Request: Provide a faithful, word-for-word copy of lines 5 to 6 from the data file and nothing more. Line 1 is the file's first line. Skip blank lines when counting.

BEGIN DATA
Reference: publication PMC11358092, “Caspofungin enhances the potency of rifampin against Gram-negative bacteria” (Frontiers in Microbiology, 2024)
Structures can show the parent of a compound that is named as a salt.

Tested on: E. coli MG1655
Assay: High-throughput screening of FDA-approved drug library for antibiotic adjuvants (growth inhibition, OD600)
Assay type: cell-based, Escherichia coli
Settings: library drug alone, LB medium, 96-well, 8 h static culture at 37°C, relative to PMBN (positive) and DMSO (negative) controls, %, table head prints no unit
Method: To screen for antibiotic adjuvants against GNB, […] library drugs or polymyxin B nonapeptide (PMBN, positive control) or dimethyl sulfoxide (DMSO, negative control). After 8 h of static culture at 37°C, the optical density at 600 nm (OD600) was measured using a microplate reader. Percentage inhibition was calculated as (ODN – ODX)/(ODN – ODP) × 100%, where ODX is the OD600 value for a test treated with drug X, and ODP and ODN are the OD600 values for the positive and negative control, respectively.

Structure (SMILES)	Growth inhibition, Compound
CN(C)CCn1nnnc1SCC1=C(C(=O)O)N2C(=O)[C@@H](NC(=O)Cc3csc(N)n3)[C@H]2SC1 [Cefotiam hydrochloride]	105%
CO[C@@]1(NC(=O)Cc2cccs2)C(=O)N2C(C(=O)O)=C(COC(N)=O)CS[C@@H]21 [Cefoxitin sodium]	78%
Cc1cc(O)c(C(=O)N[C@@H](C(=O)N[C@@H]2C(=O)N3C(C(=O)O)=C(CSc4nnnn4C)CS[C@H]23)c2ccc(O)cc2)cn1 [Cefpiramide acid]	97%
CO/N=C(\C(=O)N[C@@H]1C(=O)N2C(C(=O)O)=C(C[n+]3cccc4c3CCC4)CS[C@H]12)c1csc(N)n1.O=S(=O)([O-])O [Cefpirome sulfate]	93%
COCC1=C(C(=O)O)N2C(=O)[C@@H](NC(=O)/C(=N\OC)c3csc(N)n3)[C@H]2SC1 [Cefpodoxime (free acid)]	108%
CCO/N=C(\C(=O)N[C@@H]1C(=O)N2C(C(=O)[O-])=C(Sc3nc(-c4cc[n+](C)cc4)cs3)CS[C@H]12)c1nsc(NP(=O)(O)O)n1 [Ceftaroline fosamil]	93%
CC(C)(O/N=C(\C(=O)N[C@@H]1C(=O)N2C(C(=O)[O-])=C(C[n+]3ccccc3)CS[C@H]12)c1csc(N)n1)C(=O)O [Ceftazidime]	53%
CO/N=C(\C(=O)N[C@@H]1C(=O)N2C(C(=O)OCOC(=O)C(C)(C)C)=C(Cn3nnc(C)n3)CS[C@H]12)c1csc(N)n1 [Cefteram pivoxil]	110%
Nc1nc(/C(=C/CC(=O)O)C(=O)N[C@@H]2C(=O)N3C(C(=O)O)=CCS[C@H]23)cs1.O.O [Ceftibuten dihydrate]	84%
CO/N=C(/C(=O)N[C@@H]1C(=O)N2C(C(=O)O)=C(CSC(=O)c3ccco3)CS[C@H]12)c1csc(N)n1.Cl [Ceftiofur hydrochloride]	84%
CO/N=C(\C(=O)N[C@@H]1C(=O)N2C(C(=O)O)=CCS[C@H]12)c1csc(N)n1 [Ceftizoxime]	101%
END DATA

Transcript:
Assay type: cell-based, Escherichia coli
Settings: library drug alone, LB medium, 96-well, 8 h static culture at 37°C, relative to PMBN (positive) and DMSO (negative) controls, %, table head prints no unit